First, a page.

Saturday, March 28, 2009

Where the Wild Things Are

This is a trailer from TrailerSpy

I'm amazed that this book hasn't been made into a movie before now. Written by Maurice Sendak in 1963 the book is about the imaginary adventures of a young boy named Max, who is punished for being naughty by being sent to his room without supper. Apparently there was an animated version released in 1973, with an updated version of this released on 1988. See Wikipedia

Although the book was written for children, there is some doubt about whether or not the movie version will be suitable for little ones.

The release date for Australia is December 10, 2009.

Thank you to Ruth at Skerricks , whose blog highlighting ideas and inspirations for school libraries, I follow avidly. Ruth had this trailer on her blog and I wanted to see if I could work out how to put it onto mine as well......  

........ And I have.  I'm feeling very chuffed.

Wednesday, March 11, 2009

RIP kitchen garden :-(

Oh dear ..... sigh. The kitchen garden has gone to wherever it is kitchen garden plants go when life expires.  Not sure what happened, but suspect it could be that the potting soil was all wrong. Why do I suspect that? Well...... Jeb decided to use the soil that was left over, to give a boost to some bare patches around the edges of the back lawn.  

For days the tantalising (?) aroma of chook poo permeated the house and, possibly, the entire suburb. We thought that was probably ok. Chook poo's a good fertilizer right? After a while the smell disappeared (or were we in fact suffering from olfactory fatigue by that stage?), but we noticed that large patches around the edge of the lawn had taken on a distinctly dry, seared look - as in, dead. These were the very same patches that had been treated with the soil we'd used for the kitchen garden!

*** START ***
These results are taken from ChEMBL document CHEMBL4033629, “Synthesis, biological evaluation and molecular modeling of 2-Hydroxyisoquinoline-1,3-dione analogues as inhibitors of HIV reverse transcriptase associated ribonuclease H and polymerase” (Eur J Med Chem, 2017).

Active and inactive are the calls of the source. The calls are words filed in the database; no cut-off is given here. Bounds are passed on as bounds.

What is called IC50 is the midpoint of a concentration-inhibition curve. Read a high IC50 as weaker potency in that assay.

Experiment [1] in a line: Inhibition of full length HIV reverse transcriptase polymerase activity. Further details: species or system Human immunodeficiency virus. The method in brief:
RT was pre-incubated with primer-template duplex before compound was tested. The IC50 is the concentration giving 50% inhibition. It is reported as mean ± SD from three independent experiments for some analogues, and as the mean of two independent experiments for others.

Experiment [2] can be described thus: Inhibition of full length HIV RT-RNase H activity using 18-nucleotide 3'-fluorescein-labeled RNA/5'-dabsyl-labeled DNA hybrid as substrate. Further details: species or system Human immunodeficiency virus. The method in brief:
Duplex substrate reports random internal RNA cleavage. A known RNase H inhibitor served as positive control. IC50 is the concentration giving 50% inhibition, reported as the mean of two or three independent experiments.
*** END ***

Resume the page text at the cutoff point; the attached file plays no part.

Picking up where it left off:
We had noticed that the lettuce plants were looking a little sickly a couple of days after planting them out, but told ourselves that they had gone into "shock" and would rally once they got used to their new bed. Sadly this was not to be. They curled up their leaves, turned a beigy colour and kind of disintegrated.  I just hope their deaths were not too agonising, poor things.

Sorry, I haven't taken any pictures of the carnage we've wreaked. Too sad. Back to buying, and wasting, lettuce for a while at least.  And I won't be writing about gardens again ...... too embarrassing.

Monday, March 2, 2009

A Mini Kitchen Garden is Born

Lettuce...... I wonder how many tonnes I've thrown away in my lifetime.

I don't really like lettuce all that much. I tend to buy lettuce only when we're in the grip of a major heat-wave.  Once the weather cools a little my desire for salads cools right along with it, and the lettuce gets shoved to the back of the fridge. Here it might turn into a dreadful mushy mess or, alternatively, a green icy ball.  It depends on what mood my fridge happens to be in at any given time.

It's the same with herbs.  I'm just an ordinary cook but occasionally I'll be inspired by some luscious looking dish in a magazine or recipe book.  This will invariably be a dish which requires a teaspoon (no more, no less) of fresh (on no account should the dried variety be used) coriander or something.  So I dutifully buy some sprigs (you can't just buy one sprig), chop up the teaspoonful and put the rest away for another day.  The trouble is that by the time another day comes along (usually 3 or 4 weeks later) the coriander, or whatever, has turned itself into the dried variety, which on no account must you use for the said luscious dish.

So, finding ourselves teetering on the brink of financial ruin (possibly a slight exaggeration), thanks to the GFC, my son and I decided that there was only one course of action to be taken. No more wasting food and/or money for us.  A kitchen garden is what we need.